Equilibrium Constant, Reaction Constant and Gibbs Free Energy

We are already familiar with the concept of equilibrium in physical and chemical systems. We also know about the concept of reaction constant and how to calculate the concentration of the reactants and the products for a reversible reaction at any time. Here, we will learn about the relationship between equilibrium constant, reaction constant and Gibbs free energy.

Let us consider the chemical reaction given below.

Gibbs free energy

We know, the reaction proceeds in the forward direction. It is termed as a spontaneous reaction when the value of Gibbs free energy (ΔG), is negative. The reaction is considered as non-spontaneous when ΔG is positive. In the case of a reversible reaction, the backward reaction is spontaneous when the value of ΔG is negative. When the value of ΔG is zero, the reaction is said to be at equilibrium, as at this point no free energy is left for driving the reaction.

Mathematically,

Gibbs free energy

Where  ΔGis the standard Gibbs energy.

At equilibrium, we know that the value of ΔGis zero and the value of Q is equal to Kc.

Hence, we can write,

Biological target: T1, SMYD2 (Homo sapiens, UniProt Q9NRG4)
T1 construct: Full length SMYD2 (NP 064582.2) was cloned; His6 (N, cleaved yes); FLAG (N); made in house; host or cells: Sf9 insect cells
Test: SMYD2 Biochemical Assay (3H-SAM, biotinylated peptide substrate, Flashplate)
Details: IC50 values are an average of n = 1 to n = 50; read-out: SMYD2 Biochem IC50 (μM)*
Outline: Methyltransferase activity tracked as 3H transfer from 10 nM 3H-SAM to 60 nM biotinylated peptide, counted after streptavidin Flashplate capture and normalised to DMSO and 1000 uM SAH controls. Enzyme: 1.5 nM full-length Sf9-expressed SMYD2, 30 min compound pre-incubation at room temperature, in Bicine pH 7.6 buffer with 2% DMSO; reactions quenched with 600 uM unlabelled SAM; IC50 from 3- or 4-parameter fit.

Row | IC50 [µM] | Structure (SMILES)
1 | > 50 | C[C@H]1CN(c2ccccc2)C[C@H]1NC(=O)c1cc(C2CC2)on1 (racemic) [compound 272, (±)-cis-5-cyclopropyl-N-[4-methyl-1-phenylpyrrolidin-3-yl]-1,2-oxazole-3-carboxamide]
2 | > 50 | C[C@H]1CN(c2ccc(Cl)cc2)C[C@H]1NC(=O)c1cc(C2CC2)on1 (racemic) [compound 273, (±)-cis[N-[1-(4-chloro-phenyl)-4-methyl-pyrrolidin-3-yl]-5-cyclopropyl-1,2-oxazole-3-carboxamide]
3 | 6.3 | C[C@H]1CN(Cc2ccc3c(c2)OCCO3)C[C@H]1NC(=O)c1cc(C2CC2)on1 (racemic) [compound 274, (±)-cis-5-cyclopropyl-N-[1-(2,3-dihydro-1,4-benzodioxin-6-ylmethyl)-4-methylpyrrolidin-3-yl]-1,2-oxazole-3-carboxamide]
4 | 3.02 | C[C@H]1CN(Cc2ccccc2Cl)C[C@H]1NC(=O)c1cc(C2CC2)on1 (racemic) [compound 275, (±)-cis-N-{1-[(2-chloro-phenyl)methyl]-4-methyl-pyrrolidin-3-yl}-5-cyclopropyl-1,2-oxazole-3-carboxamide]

Gibbs free energy

We can also write it as,

Gibbs free energy

Taking the antilog on both the sides of the equation, we get

Gibbs free energy

It is important to note that, on the basis of the value of ΔG0, we can interpret the spontaneity of any given reaction.

When ΔG0 <0, the reaction is spontaneous.

When ΔG0< 0 then the value o f –ΔG0/RT can be seen as positive, and,Gibbs free energy thus the value of K >1. And we know that when the value of K > 1, the reaction is said to be a spontaneous reaction and it proceeds in the forward direction.

When ΔG0> 0

When ΔG0> 0, then the value of –ΔG0/RT can be seen as negative and,Gibbs free energy thus the value of K <1. And we know that when the value of K < 1, the reaction is said to be a non-spontaneous reaction and it proceeds in the backward direction.


Practise This Question

Equilibrium constants K1 and K2 for the following equilibria are

NO(g) + 0.5O2(g)  K1 NO2(g) and
2NO2(g)  K2 2NO(g) + O2(g)